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Exhibition explores idea of fame

Published: Wednesday, November 14, 2012

Updated: Wednesday, November 14, 2012 21:11

Fame

Contributed

The East Tennessee State University Department of Art & Design and Slocumb Galleries present “The Fame Factory: An Exhibition of Andy Warhol Photographs” curated by Slocumb Galleries’ interns Michael Hale, Shalam Minter and Grace Reff.

The exhibition is on display from Nov. 12-21, and is co-sponsored by the Mary B. Martin School of the Arts, the College of Arts & Sciences’ Office of the Dean, and ETSU Career Services.A public reception will be held Friday from 5-7 p.m. at the Slocumb Galleries.

The exhibition features original Andy Warhol Polaroid and black & white photographs from the ETSU Department of Art & Design Permanent Collection, a grant received from the Andy Warhol Photographic Legacy in 2008. The works selected for the exhibition explore the idea of fame and provoke questions concerning the creation of celebrity.  
Warhol, the father of the American Pop Art movement, pushed the envelope in artistic practice in various ways. As the popularity of his work gained momentum, such as the Campbell soup cans and Brillo box paintings, Warhol’s fame and notoriety as an artist increased significantly, as well. Soon enough, socialites and celebrities alike were commissioning him for portraits, with Warhol’s astute business sense and training in commercial arts, churning works in his art studio, called “The Factory,” Warhol became not only a creator of art, but also a creator of fame.

Intern curator Grace Reff juxtaposes Polaroids of celebrity figures alongside photographs of virtually unknown socialites. “The dichotomy explores the transference of fame and questions whether or not there is an osmosis to celebrity,” she says. “Do the socialites in turn become more famous because of their location on the wall next to more conventionally famous celebrities or because both were shot by the same photographer?”

Warhol’s fascination with fame was not limited to people, his interests extended to objects and various things.

One of the intern curators, Michael Hale, chose images of ordinary, defamiliarized’ objects that Warhol captured with his lens.

“The everyday items he used took on a more elevated status making them [in]famous in pop culture,” he says. “He took the things we look at daily and turned them into the modern mass-produced marvels” that they have become after the Warhol process.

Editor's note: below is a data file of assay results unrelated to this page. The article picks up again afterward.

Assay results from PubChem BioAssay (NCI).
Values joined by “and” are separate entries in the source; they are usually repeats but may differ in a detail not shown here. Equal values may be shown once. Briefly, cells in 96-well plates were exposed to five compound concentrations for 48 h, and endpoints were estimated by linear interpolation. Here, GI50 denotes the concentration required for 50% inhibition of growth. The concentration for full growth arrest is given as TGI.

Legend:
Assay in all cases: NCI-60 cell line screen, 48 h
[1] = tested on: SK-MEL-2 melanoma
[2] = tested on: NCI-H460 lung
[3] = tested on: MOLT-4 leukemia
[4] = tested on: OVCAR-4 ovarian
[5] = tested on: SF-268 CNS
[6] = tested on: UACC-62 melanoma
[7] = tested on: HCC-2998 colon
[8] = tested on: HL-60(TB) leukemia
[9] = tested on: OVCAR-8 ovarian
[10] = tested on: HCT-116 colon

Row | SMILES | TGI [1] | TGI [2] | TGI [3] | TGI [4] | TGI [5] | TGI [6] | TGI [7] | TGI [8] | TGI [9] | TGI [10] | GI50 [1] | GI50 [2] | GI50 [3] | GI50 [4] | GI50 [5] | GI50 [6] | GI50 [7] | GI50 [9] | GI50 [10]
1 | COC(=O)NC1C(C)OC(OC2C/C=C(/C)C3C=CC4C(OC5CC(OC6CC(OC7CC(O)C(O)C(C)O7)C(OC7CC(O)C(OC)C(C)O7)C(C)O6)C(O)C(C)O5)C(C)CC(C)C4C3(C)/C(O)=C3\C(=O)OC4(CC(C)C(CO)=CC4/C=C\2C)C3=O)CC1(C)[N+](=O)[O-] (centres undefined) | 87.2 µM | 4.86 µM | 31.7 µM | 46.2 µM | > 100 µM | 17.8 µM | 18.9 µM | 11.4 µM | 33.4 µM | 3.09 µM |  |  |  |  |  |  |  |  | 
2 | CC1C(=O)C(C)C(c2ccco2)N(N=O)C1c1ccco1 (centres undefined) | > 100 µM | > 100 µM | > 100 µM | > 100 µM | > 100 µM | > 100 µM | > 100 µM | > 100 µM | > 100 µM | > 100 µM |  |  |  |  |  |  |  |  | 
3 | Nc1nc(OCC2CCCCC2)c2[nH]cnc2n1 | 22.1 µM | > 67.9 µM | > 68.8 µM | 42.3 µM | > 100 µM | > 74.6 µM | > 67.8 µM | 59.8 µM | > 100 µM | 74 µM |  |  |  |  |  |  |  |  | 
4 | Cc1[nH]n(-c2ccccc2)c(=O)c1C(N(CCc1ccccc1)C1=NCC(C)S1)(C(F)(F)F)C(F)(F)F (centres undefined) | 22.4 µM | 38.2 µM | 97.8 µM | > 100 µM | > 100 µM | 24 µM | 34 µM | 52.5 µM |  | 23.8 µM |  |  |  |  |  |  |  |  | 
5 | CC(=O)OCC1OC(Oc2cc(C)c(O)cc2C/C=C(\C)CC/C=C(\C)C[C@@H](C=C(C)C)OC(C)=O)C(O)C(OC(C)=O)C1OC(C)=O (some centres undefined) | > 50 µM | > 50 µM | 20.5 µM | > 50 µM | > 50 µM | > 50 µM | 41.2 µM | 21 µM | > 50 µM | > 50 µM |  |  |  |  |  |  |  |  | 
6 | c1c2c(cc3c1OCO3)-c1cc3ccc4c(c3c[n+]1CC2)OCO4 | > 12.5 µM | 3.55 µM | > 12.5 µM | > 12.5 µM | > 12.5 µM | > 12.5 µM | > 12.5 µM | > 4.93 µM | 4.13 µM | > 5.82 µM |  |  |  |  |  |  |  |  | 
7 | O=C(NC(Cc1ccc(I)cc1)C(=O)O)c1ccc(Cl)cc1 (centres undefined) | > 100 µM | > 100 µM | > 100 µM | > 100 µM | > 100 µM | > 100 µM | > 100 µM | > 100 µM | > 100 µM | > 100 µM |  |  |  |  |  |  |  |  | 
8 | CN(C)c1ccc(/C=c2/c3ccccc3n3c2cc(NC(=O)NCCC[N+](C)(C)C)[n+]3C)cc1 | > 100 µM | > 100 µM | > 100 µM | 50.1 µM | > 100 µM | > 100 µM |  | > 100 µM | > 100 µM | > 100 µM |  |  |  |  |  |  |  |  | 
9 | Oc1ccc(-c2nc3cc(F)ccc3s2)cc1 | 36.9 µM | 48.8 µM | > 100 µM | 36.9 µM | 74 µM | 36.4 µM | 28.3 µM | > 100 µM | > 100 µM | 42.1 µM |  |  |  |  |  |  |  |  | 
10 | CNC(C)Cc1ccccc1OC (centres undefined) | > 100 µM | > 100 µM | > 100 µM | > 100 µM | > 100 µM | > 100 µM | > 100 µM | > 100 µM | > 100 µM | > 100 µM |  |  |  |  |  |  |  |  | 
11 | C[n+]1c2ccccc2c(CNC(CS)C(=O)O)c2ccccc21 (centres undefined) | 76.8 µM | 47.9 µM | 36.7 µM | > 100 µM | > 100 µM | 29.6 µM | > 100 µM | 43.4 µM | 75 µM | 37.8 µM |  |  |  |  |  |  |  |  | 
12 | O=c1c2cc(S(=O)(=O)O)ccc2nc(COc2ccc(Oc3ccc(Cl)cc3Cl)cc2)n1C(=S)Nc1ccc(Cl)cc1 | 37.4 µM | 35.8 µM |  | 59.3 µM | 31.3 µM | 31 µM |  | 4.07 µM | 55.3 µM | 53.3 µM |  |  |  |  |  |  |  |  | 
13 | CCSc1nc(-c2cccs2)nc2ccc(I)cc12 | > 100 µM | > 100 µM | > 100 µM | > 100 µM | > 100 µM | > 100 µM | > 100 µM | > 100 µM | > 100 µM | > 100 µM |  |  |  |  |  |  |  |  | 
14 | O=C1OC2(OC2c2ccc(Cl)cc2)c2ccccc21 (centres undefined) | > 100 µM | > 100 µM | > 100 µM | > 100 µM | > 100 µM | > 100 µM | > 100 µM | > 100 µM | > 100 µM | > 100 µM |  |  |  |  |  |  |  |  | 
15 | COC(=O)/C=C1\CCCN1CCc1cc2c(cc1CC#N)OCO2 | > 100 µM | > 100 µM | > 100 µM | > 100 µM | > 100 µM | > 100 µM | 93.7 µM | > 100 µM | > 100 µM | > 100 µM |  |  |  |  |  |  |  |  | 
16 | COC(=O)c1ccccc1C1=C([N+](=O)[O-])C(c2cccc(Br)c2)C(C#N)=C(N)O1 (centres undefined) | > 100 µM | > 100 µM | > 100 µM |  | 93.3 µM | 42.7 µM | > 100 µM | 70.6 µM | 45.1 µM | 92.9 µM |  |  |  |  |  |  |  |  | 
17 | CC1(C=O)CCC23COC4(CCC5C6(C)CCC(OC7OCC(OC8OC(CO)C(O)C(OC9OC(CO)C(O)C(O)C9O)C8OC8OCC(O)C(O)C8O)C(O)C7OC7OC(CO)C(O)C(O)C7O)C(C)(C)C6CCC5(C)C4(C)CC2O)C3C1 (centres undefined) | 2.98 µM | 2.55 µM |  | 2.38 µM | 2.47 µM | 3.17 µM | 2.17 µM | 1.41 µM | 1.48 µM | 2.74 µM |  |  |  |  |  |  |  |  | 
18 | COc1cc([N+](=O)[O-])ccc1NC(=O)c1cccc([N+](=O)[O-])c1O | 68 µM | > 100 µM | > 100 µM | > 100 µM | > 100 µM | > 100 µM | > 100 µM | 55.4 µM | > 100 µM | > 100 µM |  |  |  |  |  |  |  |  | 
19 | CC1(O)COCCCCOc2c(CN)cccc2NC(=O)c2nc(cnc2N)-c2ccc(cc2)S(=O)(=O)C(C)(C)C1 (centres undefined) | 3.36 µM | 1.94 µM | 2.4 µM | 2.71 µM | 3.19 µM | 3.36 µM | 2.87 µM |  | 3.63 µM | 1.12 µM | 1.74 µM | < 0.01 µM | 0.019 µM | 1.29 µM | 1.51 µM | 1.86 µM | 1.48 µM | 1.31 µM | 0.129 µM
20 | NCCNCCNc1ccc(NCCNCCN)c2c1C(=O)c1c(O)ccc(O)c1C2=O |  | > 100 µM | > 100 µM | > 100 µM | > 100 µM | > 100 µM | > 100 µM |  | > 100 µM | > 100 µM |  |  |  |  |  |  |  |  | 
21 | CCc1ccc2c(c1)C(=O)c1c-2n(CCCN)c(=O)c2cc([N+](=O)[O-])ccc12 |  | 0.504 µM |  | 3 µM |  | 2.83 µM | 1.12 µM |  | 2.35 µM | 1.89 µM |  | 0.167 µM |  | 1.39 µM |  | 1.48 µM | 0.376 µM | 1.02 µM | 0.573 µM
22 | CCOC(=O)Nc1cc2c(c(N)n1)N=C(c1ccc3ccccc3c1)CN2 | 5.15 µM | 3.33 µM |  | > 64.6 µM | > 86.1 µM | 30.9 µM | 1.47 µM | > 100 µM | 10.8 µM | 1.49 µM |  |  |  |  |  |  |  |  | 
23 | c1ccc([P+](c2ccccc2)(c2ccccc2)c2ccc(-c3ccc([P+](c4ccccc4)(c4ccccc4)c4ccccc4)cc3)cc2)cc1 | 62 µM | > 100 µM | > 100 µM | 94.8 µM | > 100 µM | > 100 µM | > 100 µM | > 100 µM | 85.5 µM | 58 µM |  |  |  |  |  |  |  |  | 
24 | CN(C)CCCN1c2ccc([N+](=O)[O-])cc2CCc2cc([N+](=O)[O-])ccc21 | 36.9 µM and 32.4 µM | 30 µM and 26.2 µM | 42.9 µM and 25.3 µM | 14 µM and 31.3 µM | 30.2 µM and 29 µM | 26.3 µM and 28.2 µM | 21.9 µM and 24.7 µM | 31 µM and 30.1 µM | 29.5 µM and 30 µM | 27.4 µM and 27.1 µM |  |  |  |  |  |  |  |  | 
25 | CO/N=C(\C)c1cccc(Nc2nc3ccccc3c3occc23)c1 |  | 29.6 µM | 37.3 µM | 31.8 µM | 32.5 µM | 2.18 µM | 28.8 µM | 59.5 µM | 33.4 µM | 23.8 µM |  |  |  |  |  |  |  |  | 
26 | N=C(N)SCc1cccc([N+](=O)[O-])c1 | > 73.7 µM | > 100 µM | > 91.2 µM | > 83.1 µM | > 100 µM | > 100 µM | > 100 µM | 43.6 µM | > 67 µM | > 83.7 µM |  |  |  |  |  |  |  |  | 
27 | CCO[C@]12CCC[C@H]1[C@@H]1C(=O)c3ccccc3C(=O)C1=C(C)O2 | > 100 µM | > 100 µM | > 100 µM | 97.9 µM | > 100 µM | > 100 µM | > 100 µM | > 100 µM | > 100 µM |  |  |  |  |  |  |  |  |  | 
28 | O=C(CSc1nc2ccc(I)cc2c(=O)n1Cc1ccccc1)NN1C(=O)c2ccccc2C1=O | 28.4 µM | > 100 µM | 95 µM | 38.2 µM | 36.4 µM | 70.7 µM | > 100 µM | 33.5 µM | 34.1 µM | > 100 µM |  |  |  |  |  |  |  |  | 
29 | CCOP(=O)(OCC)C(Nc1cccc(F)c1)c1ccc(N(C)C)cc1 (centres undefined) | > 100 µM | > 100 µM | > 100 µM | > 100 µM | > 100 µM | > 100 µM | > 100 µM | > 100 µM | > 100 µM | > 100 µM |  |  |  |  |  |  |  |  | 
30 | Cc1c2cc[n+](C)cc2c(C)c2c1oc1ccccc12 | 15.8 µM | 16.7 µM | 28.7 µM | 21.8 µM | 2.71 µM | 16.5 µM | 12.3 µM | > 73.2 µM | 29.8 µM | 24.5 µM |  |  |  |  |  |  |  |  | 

While both Reff and Hale focused on the subjects of Warhol’s fame factory, intern curator Shalam Minter focuses on Warhol’s artistic process, the production of his paintings from Polaroid image via silk-screen printing. Her selected Warhol Polaroid images are examples of the kind of editing Warhol performed on the subjects, in order to create the perfected look.

Minter explains, “When Warhol had an overweight or elderly client, which happened often, he would perform “plastic surgery” [on the blown up photographic] images before making it into a silk-screen. He did this by scissoring out bags under the eyes, double chins, jowls, pimples and wrinkles; he later started having them covered in a white base to erase perfections, lessening the amount of editing he had to do.”

Minter provokes questions on the formation of fame, asking, “Is this how fame is created? By getting rid of or hiding what is thought to be undesirable, so that you can present yourself as something or someone that people find more palatable?”     
The exhibition works as a whole to reinvestigate how fame is created and reveal Warhol’s role in that creation. The collaboration between curators challenge the level of stardom of the lesser known works as they are related to those more popular images.

The Slocumb Galleries’ events are open to the public free of charge. Gallery hours are Mondays through Fridays from 8 a.m. to 4:30 p.m. with extended hours during receptions and scheduled tours.

If you would like to contact the intern curators, email Michael Hale at halema@goldmail.etsu.edu, Shalam Minter at minters@goldmail.etsu.edu or Grace Reff at reffga@goldmail.etsu.edu. To contact the Slocumb Galleries’ Director, email Karlota Contreras-Koterbay at contrera@etsu.edu.

The Slocumb Galleries are located at Ernest C. Ball Hall along Sherrod Drive, ETSU Campus.

For event postings, please visit http:/www.etsu.edu/cas/art/Slocumb/aspx or go to ETSU PlanIt Calendar under the Museum/Galleries or Visual Arts categories.

 

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